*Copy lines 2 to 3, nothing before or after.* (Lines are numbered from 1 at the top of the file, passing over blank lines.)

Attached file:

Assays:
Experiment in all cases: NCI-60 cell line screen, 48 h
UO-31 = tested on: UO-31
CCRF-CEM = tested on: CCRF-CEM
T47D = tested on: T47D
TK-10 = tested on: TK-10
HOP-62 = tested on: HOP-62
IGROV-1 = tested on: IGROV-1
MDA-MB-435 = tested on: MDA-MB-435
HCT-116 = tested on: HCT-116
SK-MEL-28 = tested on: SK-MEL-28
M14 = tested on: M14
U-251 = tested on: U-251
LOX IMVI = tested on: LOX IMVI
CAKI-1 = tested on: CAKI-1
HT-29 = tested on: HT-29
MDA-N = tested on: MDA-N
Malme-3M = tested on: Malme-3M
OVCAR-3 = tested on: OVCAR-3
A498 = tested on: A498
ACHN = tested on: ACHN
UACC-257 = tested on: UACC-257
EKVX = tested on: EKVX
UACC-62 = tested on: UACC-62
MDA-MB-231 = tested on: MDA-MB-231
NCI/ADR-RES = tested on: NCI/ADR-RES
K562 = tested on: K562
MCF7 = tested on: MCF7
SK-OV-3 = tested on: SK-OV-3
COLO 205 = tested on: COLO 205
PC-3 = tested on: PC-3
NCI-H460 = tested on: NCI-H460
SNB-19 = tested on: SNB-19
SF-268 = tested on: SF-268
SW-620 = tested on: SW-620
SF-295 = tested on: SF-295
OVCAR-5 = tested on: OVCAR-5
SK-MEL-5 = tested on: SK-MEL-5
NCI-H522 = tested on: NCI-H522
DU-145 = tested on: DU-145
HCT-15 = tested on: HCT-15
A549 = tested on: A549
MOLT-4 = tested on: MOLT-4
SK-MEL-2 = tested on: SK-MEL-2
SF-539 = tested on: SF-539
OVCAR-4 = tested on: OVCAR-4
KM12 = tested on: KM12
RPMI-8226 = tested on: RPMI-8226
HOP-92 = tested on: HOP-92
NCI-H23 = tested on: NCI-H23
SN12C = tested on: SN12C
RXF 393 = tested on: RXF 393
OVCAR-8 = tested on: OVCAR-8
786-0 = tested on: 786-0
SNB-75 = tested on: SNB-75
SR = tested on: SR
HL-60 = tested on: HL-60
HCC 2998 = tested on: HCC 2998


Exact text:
Experiment in all cases: NCI-60 cell line screen, 48 h
UO-31 = tested on: UO-31